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Helping Ontarians breathe easier: Recommended priority areas and new initiatives for the returning Ontario government

Following the recent provincial election, the Canadian Lung Association is eager to continue working with the Ontario government to support the lung health and well-being of Ontarians. Both tobacco use (including e-cigarettes) and air pollution remain significant public health concerns in the province. We encourage the government to consider additional measures in these priority areas that will build on previous initiatives and further support lung health     .

Tobacco/e-cigarette use

Although the number of smokers in Ontario has declined over the last decades, tobacco use remains the leading cause of disease and death in the province. Each year, tobacco use kills 16,000 Ontarians and costs the province more than $2.25 billion. In addition, e-cigarette use (vaping) amongst youth has the potential to compromise tobacco control efforts and lead to a new generation addicted to nicotine. One-quarter of Ontario students in 2019 reported having used e-cigarettes in the past year. The following recommendations will ensure that we don’t lose momentum when it comes to tobacco control efforts.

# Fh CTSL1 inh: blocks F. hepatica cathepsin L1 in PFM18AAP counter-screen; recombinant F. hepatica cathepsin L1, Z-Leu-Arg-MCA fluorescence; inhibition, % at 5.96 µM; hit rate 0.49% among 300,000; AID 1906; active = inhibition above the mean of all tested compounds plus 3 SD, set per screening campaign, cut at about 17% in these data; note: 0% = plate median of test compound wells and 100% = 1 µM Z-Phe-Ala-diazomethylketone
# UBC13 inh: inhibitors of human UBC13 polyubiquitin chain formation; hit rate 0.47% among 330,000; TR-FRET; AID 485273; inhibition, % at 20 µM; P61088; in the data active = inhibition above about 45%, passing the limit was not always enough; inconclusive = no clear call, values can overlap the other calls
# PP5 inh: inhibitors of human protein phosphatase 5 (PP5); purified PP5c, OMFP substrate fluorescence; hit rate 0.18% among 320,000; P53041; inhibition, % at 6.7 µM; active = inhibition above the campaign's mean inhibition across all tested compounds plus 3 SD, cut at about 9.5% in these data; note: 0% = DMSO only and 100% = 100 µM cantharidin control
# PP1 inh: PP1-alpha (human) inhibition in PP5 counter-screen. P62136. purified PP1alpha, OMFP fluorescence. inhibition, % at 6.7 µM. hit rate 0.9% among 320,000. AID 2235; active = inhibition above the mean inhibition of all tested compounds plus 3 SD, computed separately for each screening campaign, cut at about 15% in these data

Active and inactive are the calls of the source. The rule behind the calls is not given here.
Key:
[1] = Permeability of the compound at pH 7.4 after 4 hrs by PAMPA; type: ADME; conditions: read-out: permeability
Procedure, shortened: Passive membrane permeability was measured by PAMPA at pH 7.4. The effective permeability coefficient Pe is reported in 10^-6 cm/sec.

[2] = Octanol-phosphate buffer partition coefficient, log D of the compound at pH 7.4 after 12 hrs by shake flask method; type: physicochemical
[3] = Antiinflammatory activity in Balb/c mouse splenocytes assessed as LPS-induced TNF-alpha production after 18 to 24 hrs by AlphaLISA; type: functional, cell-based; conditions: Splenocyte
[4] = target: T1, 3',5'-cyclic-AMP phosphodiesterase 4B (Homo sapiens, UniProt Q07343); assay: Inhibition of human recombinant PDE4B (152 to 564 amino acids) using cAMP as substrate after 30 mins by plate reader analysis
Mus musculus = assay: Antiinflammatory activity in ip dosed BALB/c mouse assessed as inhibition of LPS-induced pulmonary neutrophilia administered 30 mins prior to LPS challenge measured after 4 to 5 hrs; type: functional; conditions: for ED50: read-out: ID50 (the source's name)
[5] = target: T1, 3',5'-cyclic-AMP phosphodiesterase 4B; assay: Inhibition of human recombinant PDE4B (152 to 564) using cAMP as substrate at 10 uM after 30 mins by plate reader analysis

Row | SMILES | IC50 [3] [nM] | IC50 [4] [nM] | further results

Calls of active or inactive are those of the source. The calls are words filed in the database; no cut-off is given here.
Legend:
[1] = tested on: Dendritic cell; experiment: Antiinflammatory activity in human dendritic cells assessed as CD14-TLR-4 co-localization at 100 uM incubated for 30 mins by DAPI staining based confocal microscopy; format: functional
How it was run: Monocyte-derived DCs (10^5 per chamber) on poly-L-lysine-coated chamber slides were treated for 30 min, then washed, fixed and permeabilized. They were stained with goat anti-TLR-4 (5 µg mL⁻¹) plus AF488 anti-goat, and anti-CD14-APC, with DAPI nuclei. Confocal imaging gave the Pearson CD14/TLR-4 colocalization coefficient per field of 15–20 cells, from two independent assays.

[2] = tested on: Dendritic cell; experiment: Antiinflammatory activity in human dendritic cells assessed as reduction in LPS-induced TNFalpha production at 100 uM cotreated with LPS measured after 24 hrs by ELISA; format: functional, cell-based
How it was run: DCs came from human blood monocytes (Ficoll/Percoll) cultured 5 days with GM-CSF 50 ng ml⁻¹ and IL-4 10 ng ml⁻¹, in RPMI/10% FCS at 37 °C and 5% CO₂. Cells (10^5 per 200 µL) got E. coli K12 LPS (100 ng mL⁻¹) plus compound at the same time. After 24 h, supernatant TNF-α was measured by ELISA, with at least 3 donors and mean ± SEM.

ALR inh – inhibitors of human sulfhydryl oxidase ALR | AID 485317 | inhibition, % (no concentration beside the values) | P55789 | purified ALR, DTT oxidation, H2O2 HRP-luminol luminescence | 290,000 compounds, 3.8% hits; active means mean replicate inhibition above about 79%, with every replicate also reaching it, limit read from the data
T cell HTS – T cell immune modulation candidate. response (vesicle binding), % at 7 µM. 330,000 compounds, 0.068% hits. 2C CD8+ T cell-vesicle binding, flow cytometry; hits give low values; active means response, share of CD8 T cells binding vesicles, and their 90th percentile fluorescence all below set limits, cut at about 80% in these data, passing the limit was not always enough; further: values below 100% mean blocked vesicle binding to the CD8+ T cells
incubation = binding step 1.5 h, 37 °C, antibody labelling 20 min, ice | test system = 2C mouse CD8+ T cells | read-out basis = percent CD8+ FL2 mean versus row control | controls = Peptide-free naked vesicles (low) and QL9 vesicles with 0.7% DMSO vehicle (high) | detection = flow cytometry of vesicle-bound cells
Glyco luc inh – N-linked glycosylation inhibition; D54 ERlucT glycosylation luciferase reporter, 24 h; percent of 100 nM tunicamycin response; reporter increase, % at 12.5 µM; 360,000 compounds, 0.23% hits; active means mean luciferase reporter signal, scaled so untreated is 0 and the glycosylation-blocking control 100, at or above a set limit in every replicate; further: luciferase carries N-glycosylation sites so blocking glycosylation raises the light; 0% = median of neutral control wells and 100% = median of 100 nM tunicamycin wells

• Ontario is one of ten provinces collectively filing lawsuits with the tobacco industry. We need to ensure that public health measures are a top priority in the settlement negotiations.
  • A tobacco cost-recovery fee would allow us to hold the tobacco industry accountable for at minimum the $43 million spent on the Smoke-Free Ontario Strategy, through this “polluter pay” model.
  • Further restrictions on vaping products, including a comprehensive ban on all flavoured e-cigarettes, would bolster the steps that Ontario has already taken to protect youth from vaping.

Air pollution

More than 6,000 deaths in Ontario each year are attributed to air pollution. The transportation sector is responsible for around one-quarter of the emissions that contribute to reduced air quality. We must do more to shift our reliance on combustible-engine (gas- and diesel-powered) vehicles.

  • Ontario is behind its provincial counterparts in both the supply of and demand for zero-emission vehicles. A provincial rebate program for used and new zero-emission vehicles would encourage adoption and bring Ontario on par with other provinces.
  • Develop strategies to encourage the electrification of school buses to ensure our children are exposed to cleaner air.
  • Supporting investments that encourage the use of public and active forms of transportation would also help to reduce our reliance on combustible-engine vehicles.